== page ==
Stock market crashes have rattled market participants, frustrated policymakers and puzzled economists. But contrary to conventional thinking, these crashes are neither random nor unpredictable.
“Useful early warning systems are feasible,” says Albert "Pete" Kyle, the Smith School's Charles E. Smith Chair Professor of Finance.
Kyle, with Smith Assistant Professor of finance Anna Obizhaeva, has developed a formula that can predict the magnitude of price declines based on the size of bets relative to other market conditions.
The framework, “market microstructure invariance,” sheds light on past crashes, and could help prevent future crashes if traders and policymakers take heed.
Lack of foresight by traders and policymakers, says Kyle, enabled a trio of historic market crashes spurred by large bets:
- Wall Street Crash of 1929: Margin calls resulted in massive selling of stocks and reductions in loans to finance margin purchases.
- Black Monday, 1987:Portfolio insurers sold large quantities of stock index future contracts.
- SocGen, 2008: The Societe Generale bank liquidated billions of Euros in stock index future positions accumulated by rogue trader Jerome Kerviel.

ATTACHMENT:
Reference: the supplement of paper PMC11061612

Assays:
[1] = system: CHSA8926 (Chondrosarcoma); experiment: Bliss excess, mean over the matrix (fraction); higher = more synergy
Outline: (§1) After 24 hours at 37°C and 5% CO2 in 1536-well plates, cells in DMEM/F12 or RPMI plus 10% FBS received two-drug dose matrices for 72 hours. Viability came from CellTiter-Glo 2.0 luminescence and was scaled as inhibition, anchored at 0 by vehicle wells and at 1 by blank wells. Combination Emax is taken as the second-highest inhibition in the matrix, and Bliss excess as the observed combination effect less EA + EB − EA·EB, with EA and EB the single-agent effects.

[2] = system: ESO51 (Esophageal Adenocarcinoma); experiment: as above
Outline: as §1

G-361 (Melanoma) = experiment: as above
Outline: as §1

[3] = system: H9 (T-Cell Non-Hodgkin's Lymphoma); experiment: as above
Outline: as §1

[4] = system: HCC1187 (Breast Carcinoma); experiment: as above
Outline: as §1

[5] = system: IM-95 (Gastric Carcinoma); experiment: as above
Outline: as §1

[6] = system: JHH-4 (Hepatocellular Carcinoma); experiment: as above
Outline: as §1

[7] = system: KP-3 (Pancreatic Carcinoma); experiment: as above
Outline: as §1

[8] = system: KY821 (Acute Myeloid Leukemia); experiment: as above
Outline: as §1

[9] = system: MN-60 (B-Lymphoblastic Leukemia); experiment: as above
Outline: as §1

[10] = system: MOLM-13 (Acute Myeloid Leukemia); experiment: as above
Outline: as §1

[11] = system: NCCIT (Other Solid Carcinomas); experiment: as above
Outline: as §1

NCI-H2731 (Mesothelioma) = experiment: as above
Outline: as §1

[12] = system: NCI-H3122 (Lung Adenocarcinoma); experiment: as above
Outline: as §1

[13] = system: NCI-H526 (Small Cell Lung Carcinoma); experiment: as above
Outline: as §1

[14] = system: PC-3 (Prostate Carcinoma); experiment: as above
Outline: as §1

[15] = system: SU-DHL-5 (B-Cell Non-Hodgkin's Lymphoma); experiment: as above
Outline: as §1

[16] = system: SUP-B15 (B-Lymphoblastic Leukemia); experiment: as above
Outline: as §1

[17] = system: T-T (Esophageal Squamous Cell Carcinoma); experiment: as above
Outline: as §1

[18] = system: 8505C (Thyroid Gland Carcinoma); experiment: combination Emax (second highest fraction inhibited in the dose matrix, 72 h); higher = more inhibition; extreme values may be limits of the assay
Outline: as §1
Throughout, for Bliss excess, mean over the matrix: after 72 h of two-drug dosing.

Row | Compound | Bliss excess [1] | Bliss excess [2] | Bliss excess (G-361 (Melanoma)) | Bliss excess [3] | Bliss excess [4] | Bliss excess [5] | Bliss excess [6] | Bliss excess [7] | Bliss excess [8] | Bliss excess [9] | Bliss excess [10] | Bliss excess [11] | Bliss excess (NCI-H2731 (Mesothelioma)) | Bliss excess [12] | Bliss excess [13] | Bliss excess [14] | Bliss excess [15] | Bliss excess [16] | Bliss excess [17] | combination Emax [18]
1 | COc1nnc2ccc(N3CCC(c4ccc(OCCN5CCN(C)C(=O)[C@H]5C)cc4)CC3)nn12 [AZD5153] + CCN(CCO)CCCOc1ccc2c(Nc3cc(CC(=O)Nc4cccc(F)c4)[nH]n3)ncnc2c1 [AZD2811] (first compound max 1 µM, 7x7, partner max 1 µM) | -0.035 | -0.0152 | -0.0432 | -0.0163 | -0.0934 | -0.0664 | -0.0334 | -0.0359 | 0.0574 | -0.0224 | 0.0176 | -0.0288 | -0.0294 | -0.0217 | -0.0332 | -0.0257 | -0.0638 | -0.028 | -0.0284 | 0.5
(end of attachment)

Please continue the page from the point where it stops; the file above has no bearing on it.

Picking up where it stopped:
Conventional thinking that prices react to changes in fundamental information, not to price pressure from trades by individual investors, contributed to the 1987 event, says Kyle, who investigated the crash as an appointee to the Presidential Task Force on Market Mechanisms, which became better known as the Brady Commission, led by eventual U.S. Treasury secretary Nicholas Brady.
“Ironically, policymakers deliberated whether portfolio insurers dumping billions of dollars in stocks would make the market crash, but ultimately allowed it to happen by going along with conventional Wall Street wisdom,” he said. “Our methodology would have foretold the crash.”
The same holds true for the SocGen event, as European regulators could have estimated a “quite dramatic” 10 percent price drop, which rippled to the Federal Reserve cutting interest rates “by an enormous amount,” Kyle said.
Evidence of the peril of large bets extends to “mini-crash” episodes. Three days after the 1987 crash, the futures market opened with a 20 percent decline because of a large sell order by business investor George Soros, who subsequently sued his broker for the excessive bet. Later, the 2010 “Flash Crash” was triggered by about $4 billion in sales of futures contracts by a single entity that was identified by federal investigators as a "large fundamental investor."
Quantitatively, financial markets have exploded worldwide. The volume and velocity of securities now traded in one day dwarf what was once traded in a full year. This makes it crucial for market players to follow reasonable trading algorithms and better understand how market depth is related to the volume and volatility of the markets in which they participate, says Kyle. “Very large and sophisticated players, like Warren Buffett, probably have this savvy, but most others likely do not.”